EXAMPLE VIII A magnesia mixture prepared by mixing together 100 grams of magnesia of -40-mesh particle size and two grams of 200-mesh pyrophyllite C is used to produce a heating unit as described above. Upon tests this product shows substantial improvement in both insulation impedance and thermal conductance as reported in the eighth entry in Table I.

As illustrated in FIGURE 2, specific impedance of a magnesia insulation containing 2. 0 percent of pyrophyllite A" compared very favorably with the same magnesia containing no additive over the temperature range from about 1600 to about 1800 F. Thus, at each specific temperature over that range, the specific impedance of the pyrophyllite magnesia mixture additive approached an order of magnitude greater than that of the magnesia containing no such additive and consisting essentially of magnesia powder.

Wherever in this specification and in the appended claims reference is made to percentages or proportions, reference is had to the weight basis rather than the volume basis unless otherwise specifically stated.

By the term non-swelling as used herein and in the appended claims is meant the property of layer silicates like micas of maintaining the distance between layers of the layer structure in the presence of pure water.

Although the present invention has been described in connection with preferred embodiments, it is to be understood that modifications and variations may be resorted to without departing from the spirit and scope of the invention, as those skilled in the art will readily understand. Such modifications and variations are considered to be Within the purview and scope of the invention and the appended claims.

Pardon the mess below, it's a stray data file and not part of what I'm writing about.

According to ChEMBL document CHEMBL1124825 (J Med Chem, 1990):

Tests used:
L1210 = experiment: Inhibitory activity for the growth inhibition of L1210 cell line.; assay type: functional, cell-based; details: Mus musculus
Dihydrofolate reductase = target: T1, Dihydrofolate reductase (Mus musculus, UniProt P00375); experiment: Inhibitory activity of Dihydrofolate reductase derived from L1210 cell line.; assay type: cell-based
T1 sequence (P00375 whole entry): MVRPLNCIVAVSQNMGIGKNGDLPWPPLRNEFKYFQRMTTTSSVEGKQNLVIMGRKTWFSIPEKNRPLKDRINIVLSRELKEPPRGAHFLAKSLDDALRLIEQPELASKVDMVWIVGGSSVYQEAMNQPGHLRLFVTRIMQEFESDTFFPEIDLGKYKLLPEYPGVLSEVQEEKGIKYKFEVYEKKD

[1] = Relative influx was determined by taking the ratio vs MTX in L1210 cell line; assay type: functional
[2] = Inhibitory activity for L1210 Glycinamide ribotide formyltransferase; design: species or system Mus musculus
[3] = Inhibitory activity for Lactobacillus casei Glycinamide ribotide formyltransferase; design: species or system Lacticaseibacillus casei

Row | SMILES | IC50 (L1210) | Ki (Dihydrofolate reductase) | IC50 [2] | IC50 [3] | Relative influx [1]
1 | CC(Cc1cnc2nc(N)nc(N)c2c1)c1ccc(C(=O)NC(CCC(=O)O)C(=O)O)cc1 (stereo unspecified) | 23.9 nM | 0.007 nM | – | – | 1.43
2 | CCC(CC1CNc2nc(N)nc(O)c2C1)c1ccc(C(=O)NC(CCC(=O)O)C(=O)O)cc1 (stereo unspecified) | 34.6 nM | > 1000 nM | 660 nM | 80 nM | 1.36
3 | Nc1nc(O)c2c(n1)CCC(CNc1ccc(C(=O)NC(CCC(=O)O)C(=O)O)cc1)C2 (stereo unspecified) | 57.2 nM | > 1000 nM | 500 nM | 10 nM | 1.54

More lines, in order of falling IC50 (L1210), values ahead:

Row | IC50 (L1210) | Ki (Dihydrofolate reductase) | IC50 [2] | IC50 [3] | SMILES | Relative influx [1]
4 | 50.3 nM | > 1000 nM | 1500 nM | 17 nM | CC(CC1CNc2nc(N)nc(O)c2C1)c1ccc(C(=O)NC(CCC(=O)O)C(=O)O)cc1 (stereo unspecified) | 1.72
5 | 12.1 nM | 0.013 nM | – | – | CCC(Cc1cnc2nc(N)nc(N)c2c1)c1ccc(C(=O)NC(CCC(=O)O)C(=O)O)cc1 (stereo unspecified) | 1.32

What We claim as new and desire to secure by Letters Patent of the United States is:

1. In a tubular heating element including a metal sheath and a coaxial coiled resistor enclosed in the sheath, the combination of a compacted polycrystalline electrical insulating mass filling the space in the sheath between the resistor and the sheath and comprising fused magnesia and from 0.1 percent to 5.0 percent of an electrically nonconducting additive of layer-structure crystal form, said polycrystalline mass having a density of at least percent of theoretical density of pure magnesia and a specific impedance of at least 50 megohm-in. at 830 C.